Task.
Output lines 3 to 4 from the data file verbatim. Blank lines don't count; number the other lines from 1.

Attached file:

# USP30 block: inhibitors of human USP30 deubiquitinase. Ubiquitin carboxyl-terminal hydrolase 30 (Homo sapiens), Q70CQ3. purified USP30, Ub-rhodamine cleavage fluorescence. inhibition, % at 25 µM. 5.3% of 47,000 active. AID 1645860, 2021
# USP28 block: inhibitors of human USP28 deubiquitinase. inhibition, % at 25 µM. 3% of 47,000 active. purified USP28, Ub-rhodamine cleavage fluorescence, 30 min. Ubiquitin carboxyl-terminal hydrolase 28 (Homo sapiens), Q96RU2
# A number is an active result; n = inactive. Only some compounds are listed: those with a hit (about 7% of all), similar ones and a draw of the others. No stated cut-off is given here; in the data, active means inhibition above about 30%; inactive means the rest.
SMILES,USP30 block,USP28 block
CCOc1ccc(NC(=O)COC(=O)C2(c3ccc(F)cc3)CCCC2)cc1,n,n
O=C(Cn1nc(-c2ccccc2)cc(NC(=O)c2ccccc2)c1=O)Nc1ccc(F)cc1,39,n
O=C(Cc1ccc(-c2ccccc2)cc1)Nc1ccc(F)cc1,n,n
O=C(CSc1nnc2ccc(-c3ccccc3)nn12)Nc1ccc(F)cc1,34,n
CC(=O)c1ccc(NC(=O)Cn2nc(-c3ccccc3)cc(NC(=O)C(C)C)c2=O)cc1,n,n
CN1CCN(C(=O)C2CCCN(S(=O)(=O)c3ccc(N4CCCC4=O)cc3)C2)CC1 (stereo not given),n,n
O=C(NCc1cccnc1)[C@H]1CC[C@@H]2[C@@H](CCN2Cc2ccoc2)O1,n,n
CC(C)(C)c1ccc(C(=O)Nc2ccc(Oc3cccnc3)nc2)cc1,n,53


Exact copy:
# A number is an active result; n = inactive. Only some compounds are listed: those with a hit (about 7% of all), similar ones and a draw of the others. No stated cut-off is given here; in the data, active means inhibition above about 30%; inactive means the rest.
SMILES,USP30 block,USP28 block